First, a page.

informer sidebar clear
Home
About Us
Across Georgia
Advertisers
Archives
Black History
Business
Church
Education
Entertainment
Herbert Dennard Show
Book Review
Advice
Health
Influential People
Lottery
Movie Review
Music Review
Politics
Salaries
Social Issues
Special Pages
Sports
Berdine Dennard Berdine's Corner
informer logo
Kenney Dennard Publisher

Book Review:
A Peculiar Tribe Of People: Murder And Madness In The Heart Of Georgia
by Richard Jay Hutto

Lyons Press is proud to publish A Peculiar Tribe of People: Murder and Madness in the Heart of Georgia (October, 2010; ISBN 978-1-59921-997-4; Hardcover; $24.95) by Richard Jay Hutto.

In early 1960, as John F. Kennedy campaigned for the presidency, as Elvis returned from his stint in the army, Chester Burge--slumlord, liquor runner, and the black sheep of the proud (and wealthy) Dunlap family of Macon, Georgia--lay in a hospital bed, recovering from surgery. He listened to the radio as the news reported that his wife had just been murdered. Chester was eventually charged, and when the trial finally began, the sweet Southern town of Macon witnessed a story of epic proportions; a tale of white-columned mansions, an insane asylum, real people as "Southern grotesque" as the characters of Flannery O'Connor, and a volatile mix of taboo interracial relationships and homosexuality.

Chester Burge was a walking streak of deception and sex. After weaseling his way to be the caretaker of the last Dunlap sister, and forcing his way into her will, Burge and his wife inherited a fortune as well as one of the family mansions. Then came his numerous affairs with other men--including his chauffeur--and, either single-handedly or with help from a lover, the murder of his wife. The trial would spawn the first testimony in Georgia history of a black man disclosing that he had been a white man's sexual partner. Burge would be acquitted of murder, but convicted of sodomy. And this Southern grotesque tale doesn't end there....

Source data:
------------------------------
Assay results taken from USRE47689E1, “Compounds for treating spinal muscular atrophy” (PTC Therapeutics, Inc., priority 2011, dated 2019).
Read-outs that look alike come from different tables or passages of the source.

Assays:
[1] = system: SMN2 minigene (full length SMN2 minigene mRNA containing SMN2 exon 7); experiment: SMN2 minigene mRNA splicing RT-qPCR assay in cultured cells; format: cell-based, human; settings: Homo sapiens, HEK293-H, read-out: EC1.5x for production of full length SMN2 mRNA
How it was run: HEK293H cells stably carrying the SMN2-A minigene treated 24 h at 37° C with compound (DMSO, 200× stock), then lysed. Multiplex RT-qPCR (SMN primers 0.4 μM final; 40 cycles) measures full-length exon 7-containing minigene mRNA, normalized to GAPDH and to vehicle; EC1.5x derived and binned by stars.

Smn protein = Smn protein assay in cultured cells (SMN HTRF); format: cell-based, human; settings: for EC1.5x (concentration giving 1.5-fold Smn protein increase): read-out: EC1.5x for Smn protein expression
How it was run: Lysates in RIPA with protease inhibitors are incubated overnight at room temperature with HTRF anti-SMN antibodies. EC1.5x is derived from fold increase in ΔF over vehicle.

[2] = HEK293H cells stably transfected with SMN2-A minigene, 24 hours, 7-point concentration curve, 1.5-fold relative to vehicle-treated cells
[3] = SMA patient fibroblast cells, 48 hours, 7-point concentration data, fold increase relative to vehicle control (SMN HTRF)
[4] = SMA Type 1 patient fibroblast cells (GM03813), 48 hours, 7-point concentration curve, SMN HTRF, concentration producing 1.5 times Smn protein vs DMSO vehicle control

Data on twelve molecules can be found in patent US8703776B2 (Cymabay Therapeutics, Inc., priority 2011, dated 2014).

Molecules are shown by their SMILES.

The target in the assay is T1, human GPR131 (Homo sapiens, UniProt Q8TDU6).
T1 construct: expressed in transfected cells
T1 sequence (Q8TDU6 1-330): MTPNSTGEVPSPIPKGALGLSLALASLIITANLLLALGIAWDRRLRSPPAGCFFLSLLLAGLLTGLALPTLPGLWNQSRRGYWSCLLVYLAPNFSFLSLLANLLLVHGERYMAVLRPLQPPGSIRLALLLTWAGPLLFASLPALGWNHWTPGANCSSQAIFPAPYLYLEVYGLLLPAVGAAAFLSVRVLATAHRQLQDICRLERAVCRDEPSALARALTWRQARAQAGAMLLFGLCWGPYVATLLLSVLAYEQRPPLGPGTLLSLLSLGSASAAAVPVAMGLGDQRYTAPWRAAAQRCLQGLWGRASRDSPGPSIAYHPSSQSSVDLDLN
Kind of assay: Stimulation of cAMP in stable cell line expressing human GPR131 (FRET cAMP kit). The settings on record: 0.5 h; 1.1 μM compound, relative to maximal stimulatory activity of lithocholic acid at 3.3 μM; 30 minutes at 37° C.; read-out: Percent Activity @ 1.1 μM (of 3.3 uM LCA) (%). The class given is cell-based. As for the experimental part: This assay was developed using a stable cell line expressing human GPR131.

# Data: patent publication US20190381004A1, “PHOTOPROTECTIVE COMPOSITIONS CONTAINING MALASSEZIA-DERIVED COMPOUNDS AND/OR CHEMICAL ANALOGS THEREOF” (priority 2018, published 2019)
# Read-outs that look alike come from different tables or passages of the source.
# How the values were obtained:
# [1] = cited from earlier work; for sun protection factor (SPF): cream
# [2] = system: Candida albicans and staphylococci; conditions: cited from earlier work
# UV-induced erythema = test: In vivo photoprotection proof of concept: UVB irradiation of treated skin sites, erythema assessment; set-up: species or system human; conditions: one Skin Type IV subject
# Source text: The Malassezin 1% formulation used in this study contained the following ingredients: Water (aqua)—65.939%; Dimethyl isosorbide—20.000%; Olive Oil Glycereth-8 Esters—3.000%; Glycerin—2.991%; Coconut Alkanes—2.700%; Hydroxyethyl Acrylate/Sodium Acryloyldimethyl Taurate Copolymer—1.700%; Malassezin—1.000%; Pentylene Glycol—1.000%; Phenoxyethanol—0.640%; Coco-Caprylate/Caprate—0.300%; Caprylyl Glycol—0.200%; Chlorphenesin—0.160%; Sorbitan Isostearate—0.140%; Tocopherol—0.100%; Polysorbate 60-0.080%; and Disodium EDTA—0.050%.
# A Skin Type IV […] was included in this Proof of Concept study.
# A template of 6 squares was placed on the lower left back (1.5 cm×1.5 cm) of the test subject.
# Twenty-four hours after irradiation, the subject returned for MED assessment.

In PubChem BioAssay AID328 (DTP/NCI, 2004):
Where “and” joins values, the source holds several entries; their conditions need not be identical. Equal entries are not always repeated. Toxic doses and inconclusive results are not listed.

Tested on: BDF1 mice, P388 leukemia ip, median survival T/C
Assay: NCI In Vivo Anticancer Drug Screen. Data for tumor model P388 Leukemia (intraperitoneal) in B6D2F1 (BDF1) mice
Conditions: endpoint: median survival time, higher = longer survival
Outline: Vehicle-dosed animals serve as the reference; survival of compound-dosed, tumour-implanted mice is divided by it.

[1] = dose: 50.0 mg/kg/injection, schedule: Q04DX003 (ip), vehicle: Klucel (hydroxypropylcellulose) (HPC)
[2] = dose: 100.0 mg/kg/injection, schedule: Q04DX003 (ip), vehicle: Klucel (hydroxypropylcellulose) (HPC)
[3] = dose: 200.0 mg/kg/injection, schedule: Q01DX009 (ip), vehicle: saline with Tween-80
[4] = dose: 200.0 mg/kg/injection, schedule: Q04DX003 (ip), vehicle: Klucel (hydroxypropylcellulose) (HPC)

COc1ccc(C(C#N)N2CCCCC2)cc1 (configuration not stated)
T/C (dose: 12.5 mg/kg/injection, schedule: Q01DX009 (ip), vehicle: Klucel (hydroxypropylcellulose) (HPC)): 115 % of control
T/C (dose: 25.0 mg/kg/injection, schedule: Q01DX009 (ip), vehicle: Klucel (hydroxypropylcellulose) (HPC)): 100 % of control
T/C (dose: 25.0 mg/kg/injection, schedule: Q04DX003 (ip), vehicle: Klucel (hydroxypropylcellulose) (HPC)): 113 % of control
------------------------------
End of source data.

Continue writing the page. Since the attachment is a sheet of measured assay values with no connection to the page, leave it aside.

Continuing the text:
Written in exacting detail with first-hand accounts, and populated by a cast of colorful characters, this masterfully rendered book takes us from the Civil War to the Civil Rights era. It is both a sweeping history of one genteel family and a powerful, redolent tale of the American South.

Richard Jay Hutto, one of the foremost historians of the Gilded Age, compiled and edited Accepted Fables, the autobiography of Jordan Massee, and wrote Entitled: American Women, Titled Husbands, and the Pursuit of Excess (with a preface by HI&RH The Grand Duchess of Tuscany), as well as Crowning Glory: American Wives of Princes and Dukes (with a preface by HRH Prince Michael of Greece and Denmark), and Their Gilded Cage: The Jekyll Island Club Members (with a preface by Stillman Rockefeller).  A former attorney, he served as White House Appointments Secretary to the Carter Family and was Chairman of the Georgia Council for the Arts.  He is an elected member of the City Council of Macon, Georgia, as well as a Knight of Malta and a Knight of the Holy Sepulchre.

I hope you will consider A Peculiar Tribe of People for a review, feature, or on-air segment, and look forward to exploring media opportunities for this title with you.

"A stunning glimpse into a world lost to the pages of history.
With characters so deceptive, it takes a sleuth to identify pure evil.
Hutto's book is a race to the finish!"
--Nancy Grace

 

 

© Copyright 2010 by The Informer, Inc.
P.O. Box 564, Macon, • GA 31201 * Ofc:  (478) 745-7265   *  Email:  gainformer@yahoo.com

Richard Jay Hutto